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Featured Image: Photo by Gabriel on Unsplash

Reaching the Right Person at the Right Time

One of the golden rules of successful marketing, as you well know, is the ability to deliver the "right" message to the "right" customer (or potential customer) at the "right" time. The CRM movement has managed a credible job helping us all to pull together the "right" message for the "right" customer, but we yet to be able to deliver that message at the "right" time. In other words, we still have difficulty in getting a message to the customer when s/he is predisposed to buying.

I was thinking about this other day, when I read a blurb about a company call BlueLinx (www.bluelinx.com) in Charlotte, NC. BlueLinx has developed a product called "Q-Zone," which allows people and organizations to control environmental disruptions of cell phones, pagers, and other types of noise-making portable electronic devices. Q-Zone uses the emerging Bluetooth (www.bluetooth.com) wireless technology to create "quiet zones" within churches, concert halls, conference centers, restaurants, hospitals, movie theaters, and other public places. Essentially, the technology turns the devices "off" when entering a quiet zone and "on" upon leaving. When I finished reading about BlueLinx, it occurred to me that this same or similar technology could be used bridge the delivery gap and get the message to the customer pretty close to the "right" time.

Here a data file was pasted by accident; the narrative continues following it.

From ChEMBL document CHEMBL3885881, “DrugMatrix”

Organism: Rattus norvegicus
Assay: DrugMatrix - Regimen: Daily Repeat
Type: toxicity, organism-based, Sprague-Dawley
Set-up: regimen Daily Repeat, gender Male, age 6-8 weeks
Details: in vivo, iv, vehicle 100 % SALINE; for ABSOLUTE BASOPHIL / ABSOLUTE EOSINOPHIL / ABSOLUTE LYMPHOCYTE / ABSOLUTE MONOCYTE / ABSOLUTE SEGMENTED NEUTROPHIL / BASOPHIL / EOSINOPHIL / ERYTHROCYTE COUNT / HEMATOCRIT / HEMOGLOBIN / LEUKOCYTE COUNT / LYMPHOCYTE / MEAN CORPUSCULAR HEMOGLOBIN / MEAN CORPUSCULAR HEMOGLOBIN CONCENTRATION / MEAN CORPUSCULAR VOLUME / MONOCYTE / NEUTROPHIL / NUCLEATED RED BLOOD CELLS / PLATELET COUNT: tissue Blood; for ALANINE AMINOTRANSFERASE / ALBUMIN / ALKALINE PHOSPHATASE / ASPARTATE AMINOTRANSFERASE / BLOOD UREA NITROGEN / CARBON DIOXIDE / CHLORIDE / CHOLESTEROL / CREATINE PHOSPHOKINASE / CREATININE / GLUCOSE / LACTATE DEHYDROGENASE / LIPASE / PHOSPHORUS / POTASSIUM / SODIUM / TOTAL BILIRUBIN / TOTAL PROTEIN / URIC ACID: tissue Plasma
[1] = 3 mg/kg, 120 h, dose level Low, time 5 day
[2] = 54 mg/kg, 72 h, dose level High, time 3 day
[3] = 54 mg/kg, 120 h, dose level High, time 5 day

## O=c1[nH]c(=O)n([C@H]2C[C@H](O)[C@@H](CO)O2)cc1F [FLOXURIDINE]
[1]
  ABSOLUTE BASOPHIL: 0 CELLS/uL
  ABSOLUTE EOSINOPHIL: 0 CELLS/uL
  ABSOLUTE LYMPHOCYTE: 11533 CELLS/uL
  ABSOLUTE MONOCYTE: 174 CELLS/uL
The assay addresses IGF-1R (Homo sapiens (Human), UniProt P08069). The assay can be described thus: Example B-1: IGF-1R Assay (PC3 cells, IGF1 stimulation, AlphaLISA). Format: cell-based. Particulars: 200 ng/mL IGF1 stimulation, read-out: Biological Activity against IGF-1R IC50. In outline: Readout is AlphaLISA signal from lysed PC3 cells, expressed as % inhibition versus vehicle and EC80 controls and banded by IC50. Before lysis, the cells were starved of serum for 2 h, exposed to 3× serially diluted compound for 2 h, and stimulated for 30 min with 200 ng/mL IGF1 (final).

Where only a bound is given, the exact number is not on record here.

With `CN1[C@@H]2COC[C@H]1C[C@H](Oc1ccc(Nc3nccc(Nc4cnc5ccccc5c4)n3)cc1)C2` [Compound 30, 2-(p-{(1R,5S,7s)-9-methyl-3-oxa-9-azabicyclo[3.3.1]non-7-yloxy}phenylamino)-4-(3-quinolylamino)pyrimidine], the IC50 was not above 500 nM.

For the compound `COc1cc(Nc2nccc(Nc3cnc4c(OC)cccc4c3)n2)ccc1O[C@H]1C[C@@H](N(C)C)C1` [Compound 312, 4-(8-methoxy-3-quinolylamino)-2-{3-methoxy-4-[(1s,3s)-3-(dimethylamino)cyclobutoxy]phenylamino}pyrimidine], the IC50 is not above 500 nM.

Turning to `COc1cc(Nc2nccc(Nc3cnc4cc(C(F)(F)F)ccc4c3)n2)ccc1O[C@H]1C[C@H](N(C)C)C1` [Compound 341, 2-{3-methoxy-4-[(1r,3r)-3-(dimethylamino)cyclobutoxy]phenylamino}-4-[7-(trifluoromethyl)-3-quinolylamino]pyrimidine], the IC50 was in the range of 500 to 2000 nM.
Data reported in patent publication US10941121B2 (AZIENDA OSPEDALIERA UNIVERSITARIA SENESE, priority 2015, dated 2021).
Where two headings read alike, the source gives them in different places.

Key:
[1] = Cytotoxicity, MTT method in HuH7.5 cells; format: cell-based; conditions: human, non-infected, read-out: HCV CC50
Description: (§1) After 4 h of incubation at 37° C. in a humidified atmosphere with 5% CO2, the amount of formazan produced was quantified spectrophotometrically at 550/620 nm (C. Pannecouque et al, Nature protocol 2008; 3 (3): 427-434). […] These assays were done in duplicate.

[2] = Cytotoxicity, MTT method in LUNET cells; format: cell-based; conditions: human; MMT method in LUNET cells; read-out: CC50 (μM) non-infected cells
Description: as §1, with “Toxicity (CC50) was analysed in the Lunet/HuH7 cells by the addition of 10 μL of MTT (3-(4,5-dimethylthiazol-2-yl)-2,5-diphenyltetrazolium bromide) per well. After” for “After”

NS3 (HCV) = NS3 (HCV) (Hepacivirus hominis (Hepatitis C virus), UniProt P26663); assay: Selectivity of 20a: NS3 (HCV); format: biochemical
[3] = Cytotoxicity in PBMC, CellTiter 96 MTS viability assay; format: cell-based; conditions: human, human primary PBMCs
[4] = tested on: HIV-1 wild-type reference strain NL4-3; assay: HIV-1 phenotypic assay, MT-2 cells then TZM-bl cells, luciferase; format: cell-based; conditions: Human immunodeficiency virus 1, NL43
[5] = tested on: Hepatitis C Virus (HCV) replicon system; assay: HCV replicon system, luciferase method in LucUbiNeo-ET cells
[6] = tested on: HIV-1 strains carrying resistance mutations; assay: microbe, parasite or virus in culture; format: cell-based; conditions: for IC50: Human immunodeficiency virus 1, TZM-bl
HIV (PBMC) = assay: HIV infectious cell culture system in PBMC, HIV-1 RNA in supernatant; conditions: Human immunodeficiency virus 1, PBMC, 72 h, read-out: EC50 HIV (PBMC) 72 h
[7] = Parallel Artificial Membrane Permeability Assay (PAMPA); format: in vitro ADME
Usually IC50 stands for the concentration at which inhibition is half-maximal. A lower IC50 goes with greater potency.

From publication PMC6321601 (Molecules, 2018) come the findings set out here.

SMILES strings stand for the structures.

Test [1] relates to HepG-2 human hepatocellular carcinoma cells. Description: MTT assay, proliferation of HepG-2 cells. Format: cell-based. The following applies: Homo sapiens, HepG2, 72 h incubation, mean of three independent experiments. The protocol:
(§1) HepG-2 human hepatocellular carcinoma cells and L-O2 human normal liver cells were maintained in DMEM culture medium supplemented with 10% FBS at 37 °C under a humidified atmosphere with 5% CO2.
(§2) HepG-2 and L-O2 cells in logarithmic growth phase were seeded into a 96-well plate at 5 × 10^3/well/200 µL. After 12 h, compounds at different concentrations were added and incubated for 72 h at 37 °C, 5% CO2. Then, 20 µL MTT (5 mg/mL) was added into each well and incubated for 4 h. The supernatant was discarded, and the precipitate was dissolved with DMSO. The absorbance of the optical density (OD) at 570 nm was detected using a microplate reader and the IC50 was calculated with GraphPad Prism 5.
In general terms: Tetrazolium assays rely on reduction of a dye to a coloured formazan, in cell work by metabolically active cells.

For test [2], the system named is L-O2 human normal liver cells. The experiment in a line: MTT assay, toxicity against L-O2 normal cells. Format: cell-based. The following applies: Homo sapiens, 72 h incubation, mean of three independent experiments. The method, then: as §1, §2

Let's consider how this could work. I'm in the market for new shoes, so I decide to go the local mall to shop. Once there, I turn on my web-enabled phone (PDA or another device) and let the shoe sellers in the mall know that I'm interested in buying a pair of size 12, black wing-tips. Within seconds I'm made aware of the stores that have size 12 black wing tips in stock, and the pricing. I may even be offered discounts or other freebies for the purchasing the shoes with a particular merchant. I can then visit each retailer, examine the quality and comfort of the shoe, and determine the most appropriate fit for me.

This same concept could be applied to hotel rooms, restaurants, gas stations, and a host of other merchants. Best of all, the customer retains control of the process, telling the merchants when s/he is ready to buy. Unlike most of today's customer-focused marketing programs, there's no intrusion by the merchant. The idea of delivering at the customer's purchase decision point, or very near it, at the customer's request is what customer-focused marketing programs (call it CRM or whatever your like) should be about.

There are dozens of potential applications of this technology in the CRM space--I have a growing list, myself--that will help us be more efficient and less intrusive in delivering messages, content or other offers to our customers. Are we up to the challenge of thinking, "out-of-the-box" for its use?